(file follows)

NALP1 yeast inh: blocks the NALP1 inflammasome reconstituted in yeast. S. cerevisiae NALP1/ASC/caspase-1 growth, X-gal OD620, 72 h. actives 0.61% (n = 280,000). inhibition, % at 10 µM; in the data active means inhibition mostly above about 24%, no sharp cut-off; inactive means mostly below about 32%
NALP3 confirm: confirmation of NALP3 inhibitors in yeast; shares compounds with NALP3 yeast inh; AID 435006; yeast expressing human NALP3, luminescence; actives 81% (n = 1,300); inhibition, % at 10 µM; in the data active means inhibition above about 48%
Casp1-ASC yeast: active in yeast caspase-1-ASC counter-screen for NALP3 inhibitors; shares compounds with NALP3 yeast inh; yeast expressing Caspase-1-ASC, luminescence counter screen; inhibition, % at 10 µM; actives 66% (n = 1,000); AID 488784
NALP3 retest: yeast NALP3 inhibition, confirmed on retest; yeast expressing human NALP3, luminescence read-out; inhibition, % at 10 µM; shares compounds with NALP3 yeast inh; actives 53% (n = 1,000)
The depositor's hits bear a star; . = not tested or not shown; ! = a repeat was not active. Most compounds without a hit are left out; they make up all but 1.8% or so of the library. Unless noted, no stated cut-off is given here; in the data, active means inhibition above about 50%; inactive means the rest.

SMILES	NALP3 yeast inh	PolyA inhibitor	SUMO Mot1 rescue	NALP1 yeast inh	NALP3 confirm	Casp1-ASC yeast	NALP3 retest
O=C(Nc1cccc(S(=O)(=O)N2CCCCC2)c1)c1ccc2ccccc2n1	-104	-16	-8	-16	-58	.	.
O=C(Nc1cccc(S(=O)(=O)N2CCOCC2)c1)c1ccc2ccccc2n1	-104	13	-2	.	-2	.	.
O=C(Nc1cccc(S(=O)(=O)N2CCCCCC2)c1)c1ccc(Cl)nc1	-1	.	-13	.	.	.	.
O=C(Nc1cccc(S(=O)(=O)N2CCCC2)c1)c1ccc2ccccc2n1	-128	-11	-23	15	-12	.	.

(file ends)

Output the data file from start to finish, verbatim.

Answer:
NALP1 yeast inh: blocks the NALP1 inflammasome reconstituted in yeast. S. cerevisiae NALP1/ASC/caspase-1 growth, X-gal OD620, 72 h. actives 0.61% (n = 280,000). inhibition, % at 10 µM; in the data active means inhibition mostly above about 24%, no sharp cut-off; inactive means mostly below about 32%
NALP3 confirm: confirmation of NALP3 inhibitors in yeast; shares compounds with NALP3 yeast inh; AID 435006; yeast expressing human NALP3, luminescence; actives 81% (n = 1,300); inhibition, % at 10 µM; in the data active means inhibition above about 48%
Casp1-ASC yeast: active in yeast caspase-1-ASC counter-screen for NALP3 inhibitors; shares compounds with NALP3 yeast inh; yeast expressing Caspase-1-ASC, luminescence counter screen; inhibition, % at 10 µM; actives 66% (n = 1,000); AID 488784
NALP3 retest: yeast NALP3 inhibition, confirmed on retest; yeast expressing human NALP3, luminescence read-out; inhibition, % at 10 µM; shares compounds with NALP3 yeast inh; actives 53% (n = 1,000)
The depositor's hits bear a star; . = not tested or not shown; ! = a repeat was not active. Most compounds without a hit are left out; they make up all but 1.8% or so of the library. Unless noted, no stated cut-off is given here; in the data, active means inhibition above about 50%; inactive means the rest.

SMILES	NALP3 yeast inh	PolyA inhibitor	SUMO Mot1 rescue	NALP1 yeast inh	NALP3 confirm	Casp1-ASC yeast	NALP3 retest
O=C(Nc1cccc(S(=O)(=O)N2CCCCC2)c1)c1ccc2ccccc2n1	-104	-16	-8	-16	-58	.	.
O=C(Nc1cccc(S(=O)(=O)N2CCOCC2)c1)c1ccc2ccccc2n1	-104	13	-2	.	-2	.	.
O=C(Nc1cccc(S(=O)(=O)N2CCCCCC2)c1)c1ccc(Cl)nc1	-1	.	-13	.	.	.	.
O=C(Nc1cccc(S(=O)(=O)N2CCCC2)c1)c1ccc2ccccc2n1	-128	-11	-23	15	-12	.	.